Traditionalists in the Post-Separation UM Church. Some traditionalists will unquestionably remain in the UM Church following the current spate of separations. A 2019 survey found that 44 percent of United Methodist grassroots members identified as theologically conservative or traditional. Twenty-eight percent identified as theologically centrist or moderate. Twenty percent identified as theologically liberal or progressive. Even if half of the traditionalist members leave the UM Church, those remaining would be more than one-fourth of the church’s members. Their share would still be larger than those identifying as progressive.

The question is whether traditionalists will be represented in leadership of the denomination after separation. In 2016, seven of the 15 bishops elected in the U.S. (nearly half) could be considered theologically traditionalist. (Some of those might be classified more as institutionalists than by their theological perspective, but they at least come from a traditionalist viewpoint.) In contrast, none of the 13 bishops elected now in 2022 could be considered theologically traditionalist.

Due to bishops’ retirements, seven of the 39 U.S. bishops going forward could be considered traditionalist, and even some of them would again be more institutional than traditional in their approach to leadership. At best, that means around 18 percent of the active bishops are traditionalist. If current trends continue and no new traditionalist bishops are elected, that percentage will shrink further, and traditionalists will be grossly underrepresented on the Council of Bishops.

Even more stark is the realization that nearly all the general secretaries of the general boards and agencies of the UM Church reflect a centrist or progressive theology. Traditionalists are underrepresented on the agency staffs and among the agency board members – and have been for decades. The same is true in many annual conferences when it comes to district superintendents and conference agency heads and staff.

For the foreseeable future, the traditionalist voice in the UM Church will be a minority voice and not well represented among the denominational leadership. Traditionalist members are not likely to hear their perspective communicated from bishops or general church or annual conference leaders.

Voting Strength. When the jurisdictional delegates were elected in the aftermath of the 2019 General Conference, there was a notable swing toward more progressive delegates being elected, particularly among the clergy. Since then, some of the traditionalist delegates have resigned due to their disaffiliation from the UM Church, further reducing traditionalist voting strength.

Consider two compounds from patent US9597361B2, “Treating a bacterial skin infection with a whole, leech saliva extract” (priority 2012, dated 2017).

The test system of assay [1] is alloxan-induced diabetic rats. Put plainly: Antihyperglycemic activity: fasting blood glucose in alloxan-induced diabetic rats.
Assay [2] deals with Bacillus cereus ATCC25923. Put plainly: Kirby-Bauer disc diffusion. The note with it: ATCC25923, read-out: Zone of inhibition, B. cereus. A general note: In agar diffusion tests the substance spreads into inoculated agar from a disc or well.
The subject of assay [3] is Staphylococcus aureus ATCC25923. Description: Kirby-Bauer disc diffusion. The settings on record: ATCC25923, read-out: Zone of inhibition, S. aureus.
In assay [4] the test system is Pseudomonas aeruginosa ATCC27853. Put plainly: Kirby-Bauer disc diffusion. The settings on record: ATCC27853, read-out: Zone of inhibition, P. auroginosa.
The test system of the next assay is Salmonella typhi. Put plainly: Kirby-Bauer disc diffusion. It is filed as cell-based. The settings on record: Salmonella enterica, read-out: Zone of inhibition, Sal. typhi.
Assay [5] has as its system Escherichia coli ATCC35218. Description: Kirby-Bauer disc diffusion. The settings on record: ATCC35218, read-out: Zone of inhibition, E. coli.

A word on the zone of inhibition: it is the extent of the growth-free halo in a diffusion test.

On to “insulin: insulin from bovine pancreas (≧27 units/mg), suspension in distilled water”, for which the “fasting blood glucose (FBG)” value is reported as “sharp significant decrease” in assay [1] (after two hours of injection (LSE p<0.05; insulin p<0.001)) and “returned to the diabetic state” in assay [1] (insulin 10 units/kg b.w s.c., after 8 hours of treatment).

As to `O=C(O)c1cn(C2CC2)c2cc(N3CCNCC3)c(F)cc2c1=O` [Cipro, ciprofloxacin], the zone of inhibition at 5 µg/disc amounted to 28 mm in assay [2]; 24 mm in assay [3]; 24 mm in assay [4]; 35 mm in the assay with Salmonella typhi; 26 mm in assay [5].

The projections made in 2019 were borne out by the vote counts at the various jurisdictions. The three resolutions passed by every jurisdiction obtained over 80 percent support in most cases. The most conservative jurisdiction is the Southeastern Jurisdiction. There, centrists and progressives made up two-thirds of the delegates.

Based on these vote counts, it is likely that the U.S. delegates to the 2024 General Conference will be at least 75 percent centrists and progressives. This would give centrists and progressives a solid majority of the conference if this year’s delegates continue to serve for General Conference.

If new delegates are elected for the 2024 General Conference, there will be a reduction in U.S. delegates and an increase in African delegates due to changing membership numbers. Unless traditionalists are completely shut out in the U.S., this shift will result in a much narrower margin for centrists and progressives. The wild card here is what would happen in annual conferences that experience high rates of disaffiliation. If those conferences, like Texas, South Georgia, and Alabama-West Florida, shift markedly toward centrist and progressive delegates, that would increase the margin and give centrists and progressives a solid majority at General Conference.

Future Directions of the UM Church. It is abundantly clear from the three resolutions passed by the five jurisdictions that the affirmation of LGBTQ+ persons and lifestyles will be a primary agenda item for the denomination. The Queer Delegates’ Resolution (the official title) affirms that each jurisdiction:

“Commits to a future of The United Methodist Church where LGBTQIA+ people will be protected, affirmed, and empowered in the life and ministry of the church in our Jurisdiction, including as laity, ordained clergy, in the episcopacy, and on boards and agencies.”